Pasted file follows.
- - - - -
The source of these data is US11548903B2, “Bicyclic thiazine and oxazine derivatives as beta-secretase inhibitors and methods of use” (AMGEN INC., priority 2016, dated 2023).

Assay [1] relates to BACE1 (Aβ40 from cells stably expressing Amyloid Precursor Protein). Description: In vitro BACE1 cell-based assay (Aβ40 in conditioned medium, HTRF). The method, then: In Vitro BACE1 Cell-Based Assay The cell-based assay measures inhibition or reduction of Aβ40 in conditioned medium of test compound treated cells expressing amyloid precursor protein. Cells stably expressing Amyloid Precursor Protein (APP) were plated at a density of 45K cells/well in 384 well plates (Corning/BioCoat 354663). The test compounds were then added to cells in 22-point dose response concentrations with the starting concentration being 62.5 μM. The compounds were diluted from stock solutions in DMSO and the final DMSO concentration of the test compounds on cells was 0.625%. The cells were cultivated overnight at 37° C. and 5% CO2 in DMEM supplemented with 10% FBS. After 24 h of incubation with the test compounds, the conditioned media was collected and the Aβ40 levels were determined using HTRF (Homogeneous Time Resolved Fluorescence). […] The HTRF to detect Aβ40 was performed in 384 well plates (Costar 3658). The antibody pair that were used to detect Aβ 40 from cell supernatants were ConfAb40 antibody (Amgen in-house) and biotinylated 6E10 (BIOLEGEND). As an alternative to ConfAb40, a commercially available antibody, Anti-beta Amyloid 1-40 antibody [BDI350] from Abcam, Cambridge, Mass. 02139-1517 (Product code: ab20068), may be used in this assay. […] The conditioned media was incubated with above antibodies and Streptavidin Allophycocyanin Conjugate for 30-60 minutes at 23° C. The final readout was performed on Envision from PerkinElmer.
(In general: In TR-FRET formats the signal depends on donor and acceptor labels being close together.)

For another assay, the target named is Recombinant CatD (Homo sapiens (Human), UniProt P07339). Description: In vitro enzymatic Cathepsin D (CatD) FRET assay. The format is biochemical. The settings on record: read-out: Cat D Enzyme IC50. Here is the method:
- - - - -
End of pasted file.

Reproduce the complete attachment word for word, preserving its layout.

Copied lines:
The source of these data is US11548903B2, “Bicyclic thiazine and oxazine derivatives as beta-secretase inhibitors and methods of use” (AMGEN INC., priority 2016, dated 2023).

Assay [1] relates to BACE1 (Aβ40 from cells stably expressing Amyloid Precursor Protein). Description: In vitro BACE1 cell-based assay (Aβ40 in conditioned medium, HTRF). The method, then: In Vitro BACE1 Cell-Based Assay The cell-based assay measures inhibition or reduction of Aβ40 in conditioned medium of test compound treated cells expressing amyloid precursor protein. Cells stably expressing Amyloid Precursor Protein (APP) were plated at a density of 45K cells/well in 384 well plates (Corning/BioCoat 354663). The test compounds were then added to cells in 22-point dose response concentrations with the starting concentration being 62.5 μM. The compounds were diluted from stock solutions in DMSO and the final DMSO concentration of the test compounds on cells was 0.625%. The cells were cultivated overnight at 37° C. and 5% CO2 in DMEM supplemented with 10% FBS. After 24 h of incubation with the test compounds, the conditioned media was collected and the Aβ40 levels were determined using HTRF (Homogeneous Time Resolved Fluorescence). […] The HTRF to detect Aβ40 was performed in 384 well plates (Costar 3658). The antibody pair that were used to detect Aβ 40 from cell supernatants were ConfAb40 antibody (Amgen in-house) and biotinylated 6E10 (BIOLEGEND). As an alternative to ConfAb40, a commercially available antibody, Anti-beta Amyloid 1-40 antibody [BDI350] from Abcam, Cambridge, Mass. 02139-1517 (Product code: ab20068), may be used in this assay. […] The conditioned media was incubated with above antibodies and Streptavidin Allophycocyanin Conjugate for 30-60 minutes at 23° C. The final readout was performed on Envision from PerkinElmer.
(In general: In TR-FRET formats the signal depends on donor and acceptor labels being close together.)

For another assay, the target named is Recombinant CatD (Homo sapiens (Human), UniProt P07339). Description: In vitro enzymatic Cathepsin D (CatD) FRET assay. The format is biochemical. The settings on record: read-out: Cat D Enzyme IC50. Here is the method: